TYPES OF COMMERCIAL FIREWORKS AND THEIR STORAGE
In general, there are three main types of commercial fireworks. These three categories of devices are closely regulated by several government agencies, with special focus on the the Department of Alcohol, Tobacco, and Firearms.
Display fireworks are the large and grandiose type of displays usually utilized in professional fireworks displays. These shows are closely supervised by a trained pyrotechnician. This type of firework produces a visible and / or audible effect in the form of combustion, deflagration, or deterioration. This includes all fireworks falling under the following distinctions;
Containing more than 2 grains (130 mg.) of flash powder
- Aerial shells containing more than 40 g. of pyrotechnic compositions
- Display pieces which exceed the limits of explosive materials classified as “consumer fireworks
- Fused set pieces containing components which together exceed 50 mg, of flash powder
These fireworks are all classified under the Department of Transportation under UN0333, UN0334, and UN0335, and must be transported under the guidlines set aside for fireworks.
To be in possession of such fireworks, one must have procured an ATF Federal Explosives License in compliance with 27 CFR, Part 555.
Commercial fireworks are the standard type of fireworks one will find readily available in stores and roadside stands. These fireworks are small, and commercially available to the general public. These include;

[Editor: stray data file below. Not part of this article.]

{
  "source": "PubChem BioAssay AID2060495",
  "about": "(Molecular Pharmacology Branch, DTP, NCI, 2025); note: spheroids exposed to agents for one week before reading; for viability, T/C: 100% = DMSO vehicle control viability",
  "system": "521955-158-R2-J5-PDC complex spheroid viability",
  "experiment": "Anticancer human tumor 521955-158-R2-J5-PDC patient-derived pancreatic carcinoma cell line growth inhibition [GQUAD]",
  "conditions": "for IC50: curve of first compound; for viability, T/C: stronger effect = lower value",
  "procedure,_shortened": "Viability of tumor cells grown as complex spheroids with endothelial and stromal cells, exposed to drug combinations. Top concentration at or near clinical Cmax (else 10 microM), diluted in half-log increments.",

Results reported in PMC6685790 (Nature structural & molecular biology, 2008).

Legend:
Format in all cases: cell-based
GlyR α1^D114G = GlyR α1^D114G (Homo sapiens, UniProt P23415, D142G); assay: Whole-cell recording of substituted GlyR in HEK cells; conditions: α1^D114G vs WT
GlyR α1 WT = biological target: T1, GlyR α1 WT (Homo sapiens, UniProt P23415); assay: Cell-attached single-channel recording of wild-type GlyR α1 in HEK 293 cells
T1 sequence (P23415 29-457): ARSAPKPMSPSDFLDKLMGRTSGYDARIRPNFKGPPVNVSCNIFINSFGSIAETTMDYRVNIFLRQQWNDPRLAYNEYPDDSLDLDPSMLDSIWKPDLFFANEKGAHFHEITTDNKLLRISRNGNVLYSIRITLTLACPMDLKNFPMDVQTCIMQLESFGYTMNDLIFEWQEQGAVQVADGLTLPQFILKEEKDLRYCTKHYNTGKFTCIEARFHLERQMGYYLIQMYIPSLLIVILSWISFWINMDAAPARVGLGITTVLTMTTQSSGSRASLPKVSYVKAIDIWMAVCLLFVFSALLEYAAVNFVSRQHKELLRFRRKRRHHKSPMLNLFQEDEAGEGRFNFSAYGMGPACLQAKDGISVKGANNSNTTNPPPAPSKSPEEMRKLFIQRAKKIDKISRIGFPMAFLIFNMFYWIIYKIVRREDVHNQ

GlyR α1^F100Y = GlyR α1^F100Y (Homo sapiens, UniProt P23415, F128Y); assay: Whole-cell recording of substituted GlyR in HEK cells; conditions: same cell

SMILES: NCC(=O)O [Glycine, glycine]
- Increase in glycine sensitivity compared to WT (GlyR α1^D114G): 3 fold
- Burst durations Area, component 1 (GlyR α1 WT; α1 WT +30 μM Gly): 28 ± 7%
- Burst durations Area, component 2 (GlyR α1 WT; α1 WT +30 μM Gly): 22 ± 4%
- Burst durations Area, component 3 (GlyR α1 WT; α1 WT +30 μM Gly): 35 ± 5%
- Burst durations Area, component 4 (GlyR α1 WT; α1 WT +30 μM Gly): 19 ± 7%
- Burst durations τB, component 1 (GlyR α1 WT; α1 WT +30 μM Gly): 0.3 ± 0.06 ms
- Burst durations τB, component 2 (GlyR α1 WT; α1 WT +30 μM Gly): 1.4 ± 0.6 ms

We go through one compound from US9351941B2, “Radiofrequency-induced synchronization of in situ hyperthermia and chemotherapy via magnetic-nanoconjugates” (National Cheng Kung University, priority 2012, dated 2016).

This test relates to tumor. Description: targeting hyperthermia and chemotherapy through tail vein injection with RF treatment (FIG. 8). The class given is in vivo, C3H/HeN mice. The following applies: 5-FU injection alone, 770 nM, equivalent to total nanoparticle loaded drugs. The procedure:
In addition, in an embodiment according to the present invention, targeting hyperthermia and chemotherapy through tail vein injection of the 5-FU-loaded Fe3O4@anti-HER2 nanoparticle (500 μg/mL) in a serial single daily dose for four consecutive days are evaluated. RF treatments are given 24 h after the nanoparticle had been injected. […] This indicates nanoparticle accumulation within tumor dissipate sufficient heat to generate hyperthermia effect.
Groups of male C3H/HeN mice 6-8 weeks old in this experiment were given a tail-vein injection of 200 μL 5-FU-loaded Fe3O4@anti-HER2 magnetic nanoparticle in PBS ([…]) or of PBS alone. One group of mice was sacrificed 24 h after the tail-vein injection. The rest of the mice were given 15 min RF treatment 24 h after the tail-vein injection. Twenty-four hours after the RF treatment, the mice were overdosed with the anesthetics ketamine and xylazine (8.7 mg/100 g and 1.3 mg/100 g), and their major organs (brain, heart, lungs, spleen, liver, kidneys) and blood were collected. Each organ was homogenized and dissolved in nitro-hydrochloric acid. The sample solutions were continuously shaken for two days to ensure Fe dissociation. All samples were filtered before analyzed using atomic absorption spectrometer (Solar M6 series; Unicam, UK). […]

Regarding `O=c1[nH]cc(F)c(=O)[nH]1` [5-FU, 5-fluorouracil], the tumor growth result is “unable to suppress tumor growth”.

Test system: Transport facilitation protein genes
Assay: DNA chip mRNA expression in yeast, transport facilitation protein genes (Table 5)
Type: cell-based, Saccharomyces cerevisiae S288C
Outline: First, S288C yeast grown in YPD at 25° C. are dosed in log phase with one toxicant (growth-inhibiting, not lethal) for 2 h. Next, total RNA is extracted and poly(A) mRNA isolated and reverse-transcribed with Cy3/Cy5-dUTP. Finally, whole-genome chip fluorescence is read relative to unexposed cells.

- Ground devices containing 50 mg. or less of flash powder
- Aerial devices containing 130 mg. or less of flash powder.
While commercial fireworks are not regulated by the ATF, they are still classified by the Department of Transportation as products UN0336 and UN0337, and any person manufacturing consumer fireworks for commercial use MUST obtain a Federal Explosives Manufacturing License.
These particular devices are pyrotechnic devices manufactured for professional use. They are similar to commercial fireworks in chemical composition and construction, but are not intended for consumer use. These devices also fall under the regulation of 27 CFR 555.11.
STORAGE MAGAZINE DISTINCTIONS FOR FIREWORKS STORAGE
The Code of Federal Regulations (CFR) has a five type distinction for the storage of explosives. All of these distinctions of type are governed by the storage rules as laid down in CFR Part 555.206 (Location of magazines), CFR 555.207 (Construction of Type 1 Magazines),CFR 555.208 (Construction of Type 2 Magazines), CFR 555.209 (Construction of Type 3 Magazines), CFR 555.210 (Construction of Type 4 Magazines), CFR 555.211 (Construction of Type 5 Magazines), and CFR 555.213 (Quantity and Storage Restrictions).
The types of explosives regulated under the Code of Federal Regulations Part 555 are defined as such;
Type 1 Magazines: Permanent storage for high explosives. Subject to CFR 555.206 and CFR 555.213 limitations. Other classes of explosives may also be stored.
- Type 2 Magazines: Mobile or portable indoor and outdoor storage for high explosives subject to limitations under CFR 555.206, CFR 555.208, and CFR 555.213.
- Type 3 Magazines: Portable outdoor magazines for storage of high explosives while attended (ex: a “day box”), subject to limitations for CFR 555.206, and CFR 555.213. Other classes may also be stored.
- Type 4 Magazines: Low explosives. Subject to the limitations presented by CFR 555.206, CFR 555.210, and CFR 555.213. Detonators that will not mass detonate may also be stored.
- Type 5 Magazines: Blasting agents. These agents are subject to CFR 555.206, CFR 555.211, and CFR 555.213.